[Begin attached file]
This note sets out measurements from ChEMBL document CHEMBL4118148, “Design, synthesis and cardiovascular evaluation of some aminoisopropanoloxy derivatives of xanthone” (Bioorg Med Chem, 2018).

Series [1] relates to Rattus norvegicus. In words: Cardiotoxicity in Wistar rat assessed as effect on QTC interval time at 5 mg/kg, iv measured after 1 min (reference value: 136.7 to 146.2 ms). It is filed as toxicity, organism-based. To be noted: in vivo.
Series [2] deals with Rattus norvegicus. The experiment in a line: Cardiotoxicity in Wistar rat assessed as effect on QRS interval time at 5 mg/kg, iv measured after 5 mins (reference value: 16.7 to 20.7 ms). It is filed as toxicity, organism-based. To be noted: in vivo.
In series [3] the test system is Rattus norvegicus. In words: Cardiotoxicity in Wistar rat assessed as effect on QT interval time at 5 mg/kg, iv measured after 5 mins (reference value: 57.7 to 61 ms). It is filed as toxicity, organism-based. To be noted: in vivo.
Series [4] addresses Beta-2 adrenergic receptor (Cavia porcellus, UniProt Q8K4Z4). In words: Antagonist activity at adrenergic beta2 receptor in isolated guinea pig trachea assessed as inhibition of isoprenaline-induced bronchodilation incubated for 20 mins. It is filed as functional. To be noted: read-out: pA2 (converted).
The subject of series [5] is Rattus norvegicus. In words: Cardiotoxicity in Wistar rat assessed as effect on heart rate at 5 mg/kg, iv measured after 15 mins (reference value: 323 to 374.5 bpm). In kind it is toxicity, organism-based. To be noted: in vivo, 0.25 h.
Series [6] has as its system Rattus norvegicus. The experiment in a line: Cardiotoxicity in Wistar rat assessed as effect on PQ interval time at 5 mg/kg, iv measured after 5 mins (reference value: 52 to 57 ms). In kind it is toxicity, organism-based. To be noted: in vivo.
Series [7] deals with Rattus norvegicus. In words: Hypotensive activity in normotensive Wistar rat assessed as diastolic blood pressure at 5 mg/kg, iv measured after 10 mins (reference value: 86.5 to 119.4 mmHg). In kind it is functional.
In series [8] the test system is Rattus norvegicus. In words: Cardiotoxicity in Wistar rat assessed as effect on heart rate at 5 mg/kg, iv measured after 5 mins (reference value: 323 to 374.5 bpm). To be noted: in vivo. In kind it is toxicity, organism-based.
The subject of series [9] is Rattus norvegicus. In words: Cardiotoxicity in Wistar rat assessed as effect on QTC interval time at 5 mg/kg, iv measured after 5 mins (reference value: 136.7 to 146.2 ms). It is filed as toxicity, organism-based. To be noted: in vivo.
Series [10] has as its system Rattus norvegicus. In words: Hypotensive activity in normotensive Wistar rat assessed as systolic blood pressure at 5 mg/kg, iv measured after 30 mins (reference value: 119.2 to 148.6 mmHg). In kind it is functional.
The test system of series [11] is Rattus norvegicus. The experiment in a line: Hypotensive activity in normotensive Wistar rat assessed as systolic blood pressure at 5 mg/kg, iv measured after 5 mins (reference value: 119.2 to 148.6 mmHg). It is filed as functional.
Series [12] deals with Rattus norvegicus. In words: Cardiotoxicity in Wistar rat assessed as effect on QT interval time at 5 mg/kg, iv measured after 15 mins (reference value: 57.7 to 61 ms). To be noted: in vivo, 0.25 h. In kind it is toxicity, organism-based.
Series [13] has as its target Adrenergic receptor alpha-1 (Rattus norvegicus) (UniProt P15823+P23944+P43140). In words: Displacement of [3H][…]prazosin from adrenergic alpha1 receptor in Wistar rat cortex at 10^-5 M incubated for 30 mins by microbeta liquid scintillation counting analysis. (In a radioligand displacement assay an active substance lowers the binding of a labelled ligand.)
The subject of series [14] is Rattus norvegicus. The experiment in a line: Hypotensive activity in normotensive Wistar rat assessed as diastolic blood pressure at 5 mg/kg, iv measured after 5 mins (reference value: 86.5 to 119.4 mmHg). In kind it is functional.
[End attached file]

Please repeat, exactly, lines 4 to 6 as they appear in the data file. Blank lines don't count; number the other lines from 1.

In series [3] the test system is Rattus norvegicus. In words: Cardiotoxicity in Wistar rat assessed as effect on QT interval time at 5 mg/kg, iv measured after 5 mins (reference value: 57.7 to 61 ms). It is filed as toxicity, organism-based. To be noted: in vivo.
Series [4] addresses Beta-2 adrenergic receptor (Cavia porcellus, UniProt Q8K4Z4). In words: Antagonist activity at adrenergic beta2 receptor in isolated guinea pig trachea assessed as inhibition of isoprenaline-induced bronchodilation incubated for 20 mins. It is filed as functional. To be noted: read-out: pA2 (converted).
The subject of series [5] is Rattus norvegicus. In words: Cardiotoxicity in Wistar rat assessed as effect on heart rate at 5 mg/kg, iv measured after 15 mins (reference value: 323 to 374.5 bpm). In kind it is toxicity, organism-based. To be noted: in vivo, 0.25 h.